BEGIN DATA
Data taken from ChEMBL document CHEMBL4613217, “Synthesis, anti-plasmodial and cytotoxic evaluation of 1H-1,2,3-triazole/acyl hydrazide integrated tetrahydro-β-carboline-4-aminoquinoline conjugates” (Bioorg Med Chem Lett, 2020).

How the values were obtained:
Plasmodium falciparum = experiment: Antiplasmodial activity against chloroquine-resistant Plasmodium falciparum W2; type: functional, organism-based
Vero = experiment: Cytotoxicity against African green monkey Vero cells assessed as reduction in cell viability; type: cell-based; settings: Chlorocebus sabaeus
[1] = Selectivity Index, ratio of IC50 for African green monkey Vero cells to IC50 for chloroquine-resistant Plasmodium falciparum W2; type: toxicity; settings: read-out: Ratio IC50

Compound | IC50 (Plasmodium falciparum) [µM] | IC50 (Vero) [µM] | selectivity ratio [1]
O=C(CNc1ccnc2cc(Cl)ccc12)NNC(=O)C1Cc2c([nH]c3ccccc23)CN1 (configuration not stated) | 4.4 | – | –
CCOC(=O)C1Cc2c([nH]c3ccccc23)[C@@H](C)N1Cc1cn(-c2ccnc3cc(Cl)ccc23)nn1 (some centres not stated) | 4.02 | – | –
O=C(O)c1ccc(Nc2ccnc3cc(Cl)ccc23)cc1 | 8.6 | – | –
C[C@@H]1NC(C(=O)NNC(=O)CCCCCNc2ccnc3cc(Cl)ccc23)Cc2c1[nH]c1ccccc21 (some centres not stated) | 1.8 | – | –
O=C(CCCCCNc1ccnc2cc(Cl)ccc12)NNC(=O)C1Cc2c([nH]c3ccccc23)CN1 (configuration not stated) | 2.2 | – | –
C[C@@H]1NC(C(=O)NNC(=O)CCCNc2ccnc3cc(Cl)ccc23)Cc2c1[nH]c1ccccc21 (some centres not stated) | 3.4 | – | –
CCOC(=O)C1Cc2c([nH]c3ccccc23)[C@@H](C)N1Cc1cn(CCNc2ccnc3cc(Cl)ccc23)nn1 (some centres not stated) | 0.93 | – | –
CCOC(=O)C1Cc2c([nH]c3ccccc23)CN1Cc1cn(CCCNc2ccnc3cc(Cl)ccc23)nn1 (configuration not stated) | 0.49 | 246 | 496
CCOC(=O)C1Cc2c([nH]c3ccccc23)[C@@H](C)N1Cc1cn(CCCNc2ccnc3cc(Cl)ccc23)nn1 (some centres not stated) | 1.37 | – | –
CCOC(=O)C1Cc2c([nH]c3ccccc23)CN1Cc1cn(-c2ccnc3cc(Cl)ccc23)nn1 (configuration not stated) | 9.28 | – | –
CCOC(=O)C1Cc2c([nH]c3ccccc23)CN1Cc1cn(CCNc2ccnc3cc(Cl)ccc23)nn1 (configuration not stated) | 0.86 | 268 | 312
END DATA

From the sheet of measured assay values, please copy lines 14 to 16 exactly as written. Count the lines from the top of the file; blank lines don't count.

CCOC(=O)C1Cc2c([nH]c3ccccc23)CN1Cc1cn(CCCNc2ccnc3cc(Cl)ccc23)nn1 (configuration not stated) | 0.49 | 246 | 496
CCOC(=O)C1Cc2c([nH]c3ccccc23)[C@@H](C)N1Cc1cn(CCCNc2ccnc3cc(Cl)ccc23)nn1 (some centres not stated) | 1.37 | – | –
CCOC(=O)C1Cc2c([nH]c3ccccc23)CN1Cc1cn(-c2ccnc3cc(Cl)ccc23)nn1 (configuration not stated) | 9.28 | – | –